Alaskan First, you are correct. It is stupid. Reminds me of Walmart. You can go in and out of there, stroll through the isles, stand in line, shoot the bull, but you can’t in Basspro which generally isn’t half as crowded. So, say we have 10 stores and close 5 of them. Would the remaining 5 be more crowded or less? Of course, so, what have we really accomplished? Nothing! I mean, I feels good, gov is protecting us right??
Also, isn’t it funny how fast NY turned around from mass carnage and millions dying tk off the front pages in a few weeks?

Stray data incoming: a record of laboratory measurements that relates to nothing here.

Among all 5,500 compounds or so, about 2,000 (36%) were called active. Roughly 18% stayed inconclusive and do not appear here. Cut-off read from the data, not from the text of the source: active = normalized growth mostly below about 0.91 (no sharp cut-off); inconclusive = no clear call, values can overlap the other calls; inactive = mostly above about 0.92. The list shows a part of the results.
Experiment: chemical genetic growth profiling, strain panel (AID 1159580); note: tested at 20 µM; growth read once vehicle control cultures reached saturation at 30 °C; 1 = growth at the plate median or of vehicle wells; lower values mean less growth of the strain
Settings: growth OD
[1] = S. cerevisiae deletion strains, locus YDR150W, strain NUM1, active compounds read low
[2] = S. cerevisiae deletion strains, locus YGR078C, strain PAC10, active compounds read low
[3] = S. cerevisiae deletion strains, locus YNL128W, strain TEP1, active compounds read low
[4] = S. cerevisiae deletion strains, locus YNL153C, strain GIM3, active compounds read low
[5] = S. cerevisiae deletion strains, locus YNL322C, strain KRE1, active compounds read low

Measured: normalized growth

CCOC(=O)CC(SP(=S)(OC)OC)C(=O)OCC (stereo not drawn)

To quarantine tourists for 14 days is the DUMBEST idea one could think of. What in the hell are they going to do come Oct/Nov when the media starts their 2nd phase panic BS? After all, there is an election then. Was Alaska shutdown over SARS? What? No vaccine either? Oh my!!
Let me spell this out, 60-70% of ALL Covid deaths were from nursing homes. The average age is 79.6 to. See how all this seems to STOOPID?